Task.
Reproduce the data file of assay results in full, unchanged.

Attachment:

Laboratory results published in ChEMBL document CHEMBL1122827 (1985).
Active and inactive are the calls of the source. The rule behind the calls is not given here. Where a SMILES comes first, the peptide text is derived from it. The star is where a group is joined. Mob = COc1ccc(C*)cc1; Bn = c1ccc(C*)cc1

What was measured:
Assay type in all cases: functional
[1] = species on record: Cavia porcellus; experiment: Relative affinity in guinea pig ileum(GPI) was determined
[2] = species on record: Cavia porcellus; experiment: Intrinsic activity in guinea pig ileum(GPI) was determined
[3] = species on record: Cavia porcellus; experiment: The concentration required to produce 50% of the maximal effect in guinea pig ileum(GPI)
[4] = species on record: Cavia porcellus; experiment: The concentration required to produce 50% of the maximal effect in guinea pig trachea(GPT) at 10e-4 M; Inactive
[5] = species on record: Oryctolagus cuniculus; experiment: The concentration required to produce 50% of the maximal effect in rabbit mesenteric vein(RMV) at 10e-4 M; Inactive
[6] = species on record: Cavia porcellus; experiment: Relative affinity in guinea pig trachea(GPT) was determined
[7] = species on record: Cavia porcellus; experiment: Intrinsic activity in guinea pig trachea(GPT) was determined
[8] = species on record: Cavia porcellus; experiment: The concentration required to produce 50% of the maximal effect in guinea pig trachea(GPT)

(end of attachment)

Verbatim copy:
Laboratory results published in ChEMBL document CHEMBL1122827 (1985).
Active and inactive are the calls of the source. The rule behind the calls is not given here. Where a SMILES comes first, the peptide text is derived from it. The star is where a group is joined. Mob = COc1ccc(C*)cc1; Bn = c1ccc(C*)cc1

What was measured:
Assay type in all cases: functional
[1] = species on record: Cavia porcellus; experiment: Relative affinity in guinea pig ileum(GPI) was determined
[2] = species on record: Cavia porcellus; experiment: Intrinsic activity in guinea pig ileum(GPI) was determined
[3] = species on record: Cavia porcellus; experiment: The concentration required to produce 50% of the maximal effect in guinea pig ileum(GPI)
[4] = species on record: Cavia porcellus; experiment: The concentration required to produce 50% of the maximal effect in guinea pig trachea(GPT) at 10e-4 M; Inactive
[5] = species on record: Oryctolagus cuniculus; experiment: The concentration required to produce 50% of the maximal effect in rabbit mesenteric vein(RMV) at 10e-4 M; Inactive
[6] = species on record: Cavia porcellus; experiment: Relative affinity in guinea pig trachea(GPT) was determined
[7] = species on record: Cavia porcellus; experiment: Intrinsic activity in guinea pig trachea(GPT) was determined
[8] = species on record: Cavia porcellus; experiment: The concentration required to produce 50% of the maximal effect in guinea pig trachea(GPT)